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Welcome to The Nest!

The Nest is my repository of journals and papers.  If I've written it, you will find it here.  

Historica Tractatu houses my scholarly works, mostly relating to my medieval studies of Mongolian warfare, European herbology and Chinese embroidery. I have removed the copyrights on my works to allow them to be shared more freely, though I appreciate being credited on those shares.

My travels have heavily influenced my hatmaking, and are the 'back story' behind many of my designs.  
As of April 2019, my journals link to extended photo collections at Daveno Travels and Pinterest.

It's a Wrap!

Posted by Heather Daveno on 1/6/2019 to News & Miscellanae
Happy Twelfth Night! Now that the holidays are officially over - 
- welcome to the brand New Year!

I spent New Year's Day engaged in my traditional activity of updating my website.  It's an exercise for both looking back and looking forward at the same time...

Thank You All

Posted by Heather Daveno, Artisan Hatmaker on 12/31/2017 to News & Miscellanae
I owe my success in 2017 to each of you who visited my page, purchased a hat, or recommended me to a friend.  You not only supported a local artisan, but several charities as well, including World Central Kitchen, One Nation Appeal and Planned Parenthood.  Thank you from every part of my heart.

Block Printing and its impact on textile and book arts

Posted by Gordon Ellis, also known as Gordon Redthorn on 8/13/2017 to Historica Tractatu
A playing card woodblockThis article was written by a friend of mine who recently passed away (July 2017).  It was originally self-published in "A Boke of Dayes: A Journal of the Festival of St. Hildegard" (1994)  I have augmented this article with photos from a photo essay and a catalog of his works that were part of his estate.

Gordon not only carved blocks, but taught carving and printing as well, and volunteered much of his time to the furtherance of this art form.  I hope this article will inspire others to continue on that path.

Moroccan Epilogue

Posted by Heather Daveno, hatmaker, intrepid traveler on 5/28/2017 to Travels in Morocco
"I did not see the things I expected to... and I saw what I never expected to see..."

After realizing that I had no suitcase, and in fact had added to my cargo, I spend much of the night photographing purchases in case they get lost, packing my most valued treasures into a shopping bag that would serve as my carry-on, and converting a tyvec grocery bag and a roll of duct tape into something resembling a suitcase that I can check in at the baggage counter.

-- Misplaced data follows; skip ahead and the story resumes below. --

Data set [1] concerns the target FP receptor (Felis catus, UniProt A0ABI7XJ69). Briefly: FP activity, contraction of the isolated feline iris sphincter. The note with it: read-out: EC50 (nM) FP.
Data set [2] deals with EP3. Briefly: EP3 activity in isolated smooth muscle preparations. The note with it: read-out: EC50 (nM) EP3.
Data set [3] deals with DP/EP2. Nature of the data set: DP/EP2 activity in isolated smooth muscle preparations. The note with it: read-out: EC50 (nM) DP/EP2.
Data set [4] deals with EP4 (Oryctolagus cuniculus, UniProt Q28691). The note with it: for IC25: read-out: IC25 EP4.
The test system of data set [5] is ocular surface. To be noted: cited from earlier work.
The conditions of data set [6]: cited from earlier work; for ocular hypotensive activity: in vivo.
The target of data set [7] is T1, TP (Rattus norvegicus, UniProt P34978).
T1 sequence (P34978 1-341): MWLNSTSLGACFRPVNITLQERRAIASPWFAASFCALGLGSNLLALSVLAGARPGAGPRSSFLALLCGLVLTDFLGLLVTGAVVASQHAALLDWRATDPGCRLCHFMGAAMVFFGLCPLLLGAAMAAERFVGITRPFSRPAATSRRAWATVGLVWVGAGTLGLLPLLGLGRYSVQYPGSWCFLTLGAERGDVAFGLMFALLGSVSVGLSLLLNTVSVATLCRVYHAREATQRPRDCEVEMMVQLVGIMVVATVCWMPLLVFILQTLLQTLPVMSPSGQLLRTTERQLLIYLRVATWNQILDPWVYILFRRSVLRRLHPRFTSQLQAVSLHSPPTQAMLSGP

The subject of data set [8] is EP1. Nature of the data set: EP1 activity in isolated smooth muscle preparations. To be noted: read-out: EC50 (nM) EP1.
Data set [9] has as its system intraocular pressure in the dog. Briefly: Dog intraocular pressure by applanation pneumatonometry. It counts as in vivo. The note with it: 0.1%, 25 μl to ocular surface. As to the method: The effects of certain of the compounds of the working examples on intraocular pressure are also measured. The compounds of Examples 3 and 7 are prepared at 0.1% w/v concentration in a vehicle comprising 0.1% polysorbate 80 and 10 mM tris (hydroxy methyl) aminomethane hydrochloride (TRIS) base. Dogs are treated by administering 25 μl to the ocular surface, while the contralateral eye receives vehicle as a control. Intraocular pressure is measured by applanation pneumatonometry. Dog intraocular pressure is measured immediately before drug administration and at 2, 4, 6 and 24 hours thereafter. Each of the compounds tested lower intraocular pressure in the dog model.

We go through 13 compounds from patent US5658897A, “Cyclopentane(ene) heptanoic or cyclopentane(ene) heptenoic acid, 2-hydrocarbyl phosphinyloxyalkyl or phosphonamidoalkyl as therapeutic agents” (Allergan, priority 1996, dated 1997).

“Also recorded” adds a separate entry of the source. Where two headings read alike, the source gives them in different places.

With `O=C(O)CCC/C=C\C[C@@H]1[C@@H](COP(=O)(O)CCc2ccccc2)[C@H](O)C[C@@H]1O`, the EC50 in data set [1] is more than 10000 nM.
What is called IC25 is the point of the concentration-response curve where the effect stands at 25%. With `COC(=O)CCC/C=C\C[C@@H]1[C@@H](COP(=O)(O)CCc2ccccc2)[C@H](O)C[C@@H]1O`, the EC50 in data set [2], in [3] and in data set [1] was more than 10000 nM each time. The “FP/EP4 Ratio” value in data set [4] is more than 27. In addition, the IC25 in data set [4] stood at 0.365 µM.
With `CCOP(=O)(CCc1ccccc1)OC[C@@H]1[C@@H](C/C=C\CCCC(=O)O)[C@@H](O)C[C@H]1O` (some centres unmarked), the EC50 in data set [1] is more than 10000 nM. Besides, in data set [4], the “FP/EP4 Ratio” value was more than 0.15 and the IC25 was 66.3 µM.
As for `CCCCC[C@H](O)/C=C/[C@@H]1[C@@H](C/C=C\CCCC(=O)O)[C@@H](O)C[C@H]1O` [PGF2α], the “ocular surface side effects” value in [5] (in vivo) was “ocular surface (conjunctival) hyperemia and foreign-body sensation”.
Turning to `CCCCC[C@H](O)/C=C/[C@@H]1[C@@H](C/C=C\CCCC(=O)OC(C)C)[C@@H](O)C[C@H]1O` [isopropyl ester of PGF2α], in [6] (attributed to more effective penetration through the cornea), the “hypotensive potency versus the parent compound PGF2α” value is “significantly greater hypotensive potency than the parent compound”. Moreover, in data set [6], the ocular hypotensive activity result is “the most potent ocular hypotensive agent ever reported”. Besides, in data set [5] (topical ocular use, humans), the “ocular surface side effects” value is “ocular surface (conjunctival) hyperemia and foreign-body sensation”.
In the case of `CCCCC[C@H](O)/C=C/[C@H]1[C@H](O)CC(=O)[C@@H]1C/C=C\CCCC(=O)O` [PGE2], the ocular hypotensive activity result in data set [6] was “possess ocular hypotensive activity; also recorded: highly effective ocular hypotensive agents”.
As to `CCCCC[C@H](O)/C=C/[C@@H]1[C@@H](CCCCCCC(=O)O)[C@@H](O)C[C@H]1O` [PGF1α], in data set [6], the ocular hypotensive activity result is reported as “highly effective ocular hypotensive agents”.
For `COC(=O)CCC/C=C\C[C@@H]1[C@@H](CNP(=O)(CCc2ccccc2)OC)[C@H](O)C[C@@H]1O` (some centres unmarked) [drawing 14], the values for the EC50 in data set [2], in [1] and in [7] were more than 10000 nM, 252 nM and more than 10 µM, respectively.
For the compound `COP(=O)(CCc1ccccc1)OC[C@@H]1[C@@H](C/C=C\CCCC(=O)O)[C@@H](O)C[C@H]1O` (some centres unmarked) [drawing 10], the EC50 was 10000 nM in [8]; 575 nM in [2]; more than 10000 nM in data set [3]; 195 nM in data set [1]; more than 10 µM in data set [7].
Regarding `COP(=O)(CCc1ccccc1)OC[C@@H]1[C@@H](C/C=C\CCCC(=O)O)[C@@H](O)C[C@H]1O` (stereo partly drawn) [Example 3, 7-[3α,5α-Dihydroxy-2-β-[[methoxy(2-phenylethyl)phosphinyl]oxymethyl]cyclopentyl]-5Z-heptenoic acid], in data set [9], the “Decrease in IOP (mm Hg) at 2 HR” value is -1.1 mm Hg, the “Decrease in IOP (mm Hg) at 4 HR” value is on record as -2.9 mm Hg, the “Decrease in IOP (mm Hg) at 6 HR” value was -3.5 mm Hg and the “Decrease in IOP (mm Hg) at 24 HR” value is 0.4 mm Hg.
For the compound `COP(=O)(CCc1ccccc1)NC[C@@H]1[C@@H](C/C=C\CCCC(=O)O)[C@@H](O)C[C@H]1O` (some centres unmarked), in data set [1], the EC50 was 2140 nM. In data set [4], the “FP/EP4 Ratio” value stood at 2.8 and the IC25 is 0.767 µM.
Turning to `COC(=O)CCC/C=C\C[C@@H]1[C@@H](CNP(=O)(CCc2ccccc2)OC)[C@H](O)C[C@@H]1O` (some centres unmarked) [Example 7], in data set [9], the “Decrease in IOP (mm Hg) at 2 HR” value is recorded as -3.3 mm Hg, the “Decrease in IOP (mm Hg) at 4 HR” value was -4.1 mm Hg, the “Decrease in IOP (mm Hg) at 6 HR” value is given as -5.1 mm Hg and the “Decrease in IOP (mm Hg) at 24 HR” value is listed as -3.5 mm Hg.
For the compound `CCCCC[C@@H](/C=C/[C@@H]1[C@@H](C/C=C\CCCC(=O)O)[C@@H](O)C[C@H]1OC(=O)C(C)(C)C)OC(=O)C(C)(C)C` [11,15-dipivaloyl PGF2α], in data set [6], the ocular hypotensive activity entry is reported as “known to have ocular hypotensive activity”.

It is hard to leave the Riad Adriana this morning.  It is hard to leave Morocco...

The High Atlas Mountains in Morocco

Posted by Heather Daveno, hatmaker, intrepid traveler on 5/24/2017 to Travels in Morocco
We arise to another rooftop breakfast, with a table laid in white linen and colorful small tagines filled with preserves and shreds of butter.  We are back in the lands of well-rounded breakfasts, complete with fresh yogurt and one-egg omelets, which will help to fuel our final day of this tour and a much anticipated excursion into the High Atlas Mountains.

Marrakech

Posted by Heather Daveno, hatmaker, intrepid traveler on 5/21/2017 to Travels in Morocco
We depart the Palais des Roses in Agadir and are soon on our way to Marrakech. You can almost hear everyone humming the Crosby, Still & Nash song to themselves ... 

After passing through an unremarkable landscape, our first glimpse of Marrakech is of a medina in the distance, with a mass of rooftop satellite dishes offering a stark contrast to both the sand colored walls and the brilliant blue sky...

From Ouarzazate to Taroudant, and a GPS Fail

Posted by Heather Daveno, hatmaker, intrepid traveler on 5/17/2017 to Travels in Morocco
Having left the Ksar of the Ait Ben Haddou in Ouarzazate, we drive several more miles to our next destination of Taroudant.  We reach the downtown district but are unable to locate our hotel.  Mohamed and Doug both roll down their windows and start asking for directions to the street the hotel is on, but everyone they ask are tourists, just like we are.  

A phone call to the hotel provides hopeful direction to the medina...

A race, a fortress, and the Atlas Film Studios

Posted by Heather Daveno, hatmaker, intrepid traveler on 5/12/2017 to Travels in Morocco
I wake up to catch the sunrise from my window at the Ait Ben Moro Kasbah. It's pretty cold this morning, with the golden sky reflecting in the skimming of ice on the swimming pool.  I'd give anything for a pair of wool socks. 

Today we leave Skoura for Taraudant to see the Kasbah Taourirt, and then to Ouarzazate and the Atlas Film Studio where 'Kingdom of Heaven' was filmed. 


Kasbah Ait Ben Moro and a Berber carpet shop

Posted by Heather Daveno, hatmaker, intrepid traveler on 5/7/2017 to Travels in Morocco
After spending the morning at the Ikelene Mosque in Tinghir, followed by a walkthrough of the stunning Todra Gorge, we head to Skoura and the Kasbah Ait Ben Moro, where my traveling partners learn that if they cannot find me, they start looking for the nearest carpet loom ... 

To Tinghir and Tomboctou

Posted by Heather Daveno, hatmaker, intrepid traveler on 4/30/2017 to Travels in Morocco
It's a leisurely morning in the camel camp, a place I would have been happy to stay for two more days, but there are still many sites to see on our Moroccan tour.  After breakfast, we mount our camels and say goodbye to the Erg Chebbe dunes, and head back to the Camel's House in Merzouga.  We find Mohamed there, refreshed and smiling and ready to roll on the next leg of our journey.

Into the Red Dunes

Posted by Heather Daveno, hatmaker, intrepid traveler on 4/26/2017 to Travels in Morocco
We end our too-short stay in the exquisite Kasbah Moyahut, and find a young man in a white turban and blue caftan waiting for us out front.  It's Moha, our guide and camp concierge, who would take us into the Erg Chebbi dunes, the tallest in Morocco...